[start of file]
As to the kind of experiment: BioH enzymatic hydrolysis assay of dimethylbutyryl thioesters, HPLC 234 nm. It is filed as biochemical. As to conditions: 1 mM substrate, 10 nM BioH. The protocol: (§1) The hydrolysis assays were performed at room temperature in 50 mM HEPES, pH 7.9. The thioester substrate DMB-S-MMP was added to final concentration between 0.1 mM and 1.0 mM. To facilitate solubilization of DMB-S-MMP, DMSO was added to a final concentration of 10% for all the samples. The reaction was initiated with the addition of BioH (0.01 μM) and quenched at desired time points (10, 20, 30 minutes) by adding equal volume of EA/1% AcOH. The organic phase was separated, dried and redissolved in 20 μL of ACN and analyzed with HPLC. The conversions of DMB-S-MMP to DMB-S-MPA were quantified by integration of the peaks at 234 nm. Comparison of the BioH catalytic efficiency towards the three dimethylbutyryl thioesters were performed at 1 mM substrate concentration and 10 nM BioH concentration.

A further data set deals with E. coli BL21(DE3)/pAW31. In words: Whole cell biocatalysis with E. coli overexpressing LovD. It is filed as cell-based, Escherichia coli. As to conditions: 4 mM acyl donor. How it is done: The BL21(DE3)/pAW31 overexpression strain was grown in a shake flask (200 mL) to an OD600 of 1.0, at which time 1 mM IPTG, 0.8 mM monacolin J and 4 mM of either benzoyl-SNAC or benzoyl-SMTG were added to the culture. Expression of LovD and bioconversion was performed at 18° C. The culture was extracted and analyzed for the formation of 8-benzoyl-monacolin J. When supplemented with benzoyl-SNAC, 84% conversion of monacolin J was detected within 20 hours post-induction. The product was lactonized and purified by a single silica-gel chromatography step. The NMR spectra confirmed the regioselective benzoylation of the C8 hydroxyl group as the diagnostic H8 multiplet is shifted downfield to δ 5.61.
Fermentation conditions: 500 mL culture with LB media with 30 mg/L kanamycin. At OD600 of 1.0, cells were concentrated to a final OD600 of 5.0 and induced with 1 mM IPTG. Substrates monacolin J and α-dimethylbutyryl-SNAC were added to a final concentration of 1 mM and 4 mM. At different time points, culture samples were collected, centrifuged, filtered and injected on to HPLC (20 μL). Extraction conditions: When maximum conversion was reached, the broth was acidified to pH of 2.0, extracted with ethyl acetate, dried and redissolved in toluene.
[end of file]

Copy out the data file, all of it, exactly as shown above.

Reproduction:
As to the kind of experiment: BioH enzymatic hydrolysis assay of dimethylbutyryl thioesters, HPLC 234 nm. It is filed as biochemical. As to conditions: 1 mM substrate, 10 nM BioH. The protocol: (§1) The hydrolysis assays were performed at room temperature in 50 mM HEPES, pH 7.9. The thioester substrate DMB-S-MMP was added to final concentration between 0.1 mM and 1.0 mM. To facilitate solubilization of DMB-S-MMP, DMSO was added to a final concentration of 10% for all the samples. The reaction was initiated with the addition of BioH (0.01 μM) and quenched at desired time points (10, 20, 30 minutes) by adding equal volume of EA/1% AcOH. The organic phase was separated, dried and redissolved in 20 μL of ACN and analyzed with HPLC. The conversions of DMB-S-MMP to DMB-S-MPA were quantified by integration of the peaks at 234 nm. Comparison of the BioH catalytic efficiency towards the three dimethylbutyryl thioesters were performed at 1 mM substrate concentration and 10 nM BioH concentration.

A further data set deals with E. coli BL21(DE3)/pAW31. In words: Whole cell biocatalysis with E. coli overexpressing LovD. It is filed as cell-based, Escherichia coli. As to conditions: 4 mM acyl donor. How it is done: The BL21(DE3)/pAW31 overexpression strain was grown in a shake flask (200 mL) to an OD600 of 1.0, at which time 1 mM IPTG, 0.8 mM monacolin J and 4 mM of either benzoyl-SNAC or benzoyl-SMTG were added to the culture. Expression of LovD and bioconversion was performed at 18° C. The culture was extracted and analyzed for the formation of 8-benzoyl-monacolin J. When supplemented with benzoyl-SNAC, 84% conversion of monacolin J was detected within 20 hours post-induction. The product was lactonized and purified by a single silica-gel chromatography step. The NMR spectra confirmed the regioselective benzoylation of the C8 hydroxyl group as the diagnostic H8 multiplet is shifted downfield to δ 5.61.
Fermentation conditions: 500 mL culture with LB media with 30 mg/L kanamycin. At OD600 of 1.0, cells were concentrated to a final OD600 of 5.0 and induced with 1 mM IPTG. Substrates monacolin J and α-dimethylbutyryl-SNAC were added to a final concentration of 1 mM and 4 mM. At different time points, culture samples were collected, centrifuged, filtered and injected on to HPLC (20 μL). Extraction conditions: When maximum conversion was reached, the broth was acidified to pH of 2.0, extracted with ethyl acetate, dried and redissolved in toluene.